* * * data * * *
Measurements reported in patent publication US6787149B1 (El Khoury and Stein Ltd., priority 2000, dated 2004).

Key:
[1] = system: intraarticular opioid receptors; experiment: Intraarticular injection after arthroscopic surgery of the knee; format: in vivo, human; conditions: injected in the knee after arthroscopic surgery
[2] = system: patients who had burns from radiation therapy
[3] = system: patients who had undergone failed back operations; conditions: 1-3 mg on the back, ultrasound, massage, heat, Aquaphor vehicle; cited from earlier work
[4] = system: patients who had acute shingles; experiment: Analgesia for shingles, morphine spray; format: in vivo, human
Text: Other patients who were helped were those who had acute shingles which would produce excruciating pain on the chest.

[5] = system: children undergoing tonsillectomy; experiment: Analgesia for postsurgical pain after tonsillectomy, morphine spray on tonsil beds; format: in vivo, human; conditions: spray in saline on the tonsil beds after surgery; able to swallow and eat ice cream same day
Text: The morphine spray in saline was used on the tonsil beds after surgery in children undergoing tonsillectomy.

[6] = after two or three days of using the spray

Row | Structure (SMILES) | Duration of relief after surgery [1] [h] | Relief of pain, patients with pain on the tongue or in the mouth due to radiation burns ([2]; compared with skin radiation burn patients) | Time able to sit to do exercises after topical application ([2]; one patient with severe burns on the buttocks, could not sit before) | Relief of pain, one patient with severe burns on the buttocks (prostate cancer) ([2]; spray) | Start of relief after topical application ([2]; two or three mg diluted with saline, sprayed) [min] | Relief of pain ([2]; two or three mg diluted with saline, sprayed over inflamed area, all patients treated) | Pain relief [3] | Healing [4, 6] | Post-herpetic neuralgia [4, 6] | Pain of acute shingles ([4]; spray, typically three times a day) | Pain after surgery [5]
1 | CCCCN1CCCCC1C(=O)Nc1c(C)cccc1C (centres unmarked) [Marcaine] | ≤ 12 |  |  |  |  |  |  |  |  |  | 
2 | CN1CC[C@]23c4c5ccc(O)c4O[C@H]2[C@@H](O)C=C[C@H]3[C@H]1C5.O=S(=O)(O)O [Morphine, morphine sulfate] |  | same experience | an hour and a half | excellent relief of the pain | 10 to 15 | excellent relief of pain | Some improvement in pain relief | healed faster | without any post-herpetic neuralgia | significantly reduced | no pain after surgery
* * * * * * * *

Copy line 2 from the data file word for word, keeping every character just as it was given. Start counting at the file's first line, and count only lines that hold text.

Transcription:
Key: